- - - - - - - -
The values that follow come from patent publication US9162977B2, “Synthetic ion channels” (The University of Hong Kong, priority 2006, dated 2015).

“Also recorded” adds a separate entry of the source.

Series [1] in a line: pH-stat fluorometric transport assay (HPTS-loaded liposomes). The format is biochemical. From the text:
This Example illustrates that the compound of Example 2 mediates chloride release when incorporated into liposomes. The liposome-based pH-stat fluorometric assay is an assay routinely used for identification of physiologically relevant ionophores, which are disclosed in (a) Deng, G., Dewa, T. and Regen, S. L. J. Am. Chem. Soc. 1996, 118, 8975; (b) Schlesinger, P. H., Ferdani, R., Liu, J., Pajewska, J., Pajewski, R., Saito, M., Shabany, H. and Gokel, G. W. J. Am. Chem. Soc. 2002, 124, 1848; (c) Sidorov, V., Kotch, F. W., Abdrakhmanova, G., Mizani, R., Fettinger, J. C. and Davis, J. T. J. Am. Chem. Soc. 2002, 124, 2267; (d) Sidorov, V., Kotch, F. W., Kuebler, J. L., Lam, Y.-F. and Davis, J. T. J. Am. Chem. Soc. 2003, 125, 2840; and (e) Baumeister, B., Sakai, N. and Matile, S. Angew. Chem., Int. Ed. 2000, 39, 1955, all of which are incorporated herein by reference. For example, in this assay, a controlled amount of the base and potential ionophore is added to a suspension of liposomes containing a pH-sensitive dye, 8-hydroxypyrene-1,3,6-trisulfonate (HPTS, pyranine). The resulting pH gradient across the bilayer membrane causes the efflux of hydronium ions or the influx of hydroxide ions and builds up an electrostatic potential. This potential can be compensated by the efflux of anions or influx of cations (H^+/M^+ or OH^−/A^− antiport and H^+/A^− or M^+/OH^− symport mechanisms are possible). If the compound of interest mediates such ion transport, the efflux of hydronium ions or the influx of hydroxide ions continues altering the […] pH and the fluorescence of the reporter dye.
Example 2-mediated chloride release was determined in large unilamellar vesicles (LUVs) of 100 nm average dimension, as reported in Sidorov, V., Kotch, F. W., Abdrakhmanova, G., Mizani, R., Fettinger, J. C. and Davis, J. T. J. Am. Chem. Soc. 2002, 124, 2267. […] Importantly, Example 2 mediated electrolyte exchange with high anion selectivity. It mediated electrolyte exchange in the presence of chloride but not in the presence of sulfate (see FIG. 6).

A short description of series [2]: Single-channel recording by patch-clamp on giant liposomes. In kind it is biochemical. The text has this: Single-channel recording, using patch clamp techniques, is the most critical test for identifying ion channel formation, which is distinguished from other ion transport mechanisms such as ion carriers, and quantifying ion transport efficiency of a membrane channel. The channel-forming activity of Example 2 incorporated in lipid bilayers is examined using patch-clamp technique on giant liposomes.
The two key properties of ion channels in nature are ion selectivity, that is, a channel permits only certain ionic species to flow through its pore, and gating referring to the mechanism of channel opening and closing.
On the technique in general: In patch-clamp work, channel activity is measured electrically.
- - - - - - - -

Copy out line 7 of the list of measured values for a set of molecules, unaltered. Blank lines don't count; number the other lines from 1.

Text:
The two key properties of ion channels in nature are ion selectivity, that is, a channel permits only certain ionic species to flow through its pore, and gating referring to the mechanism of channel opening and closing.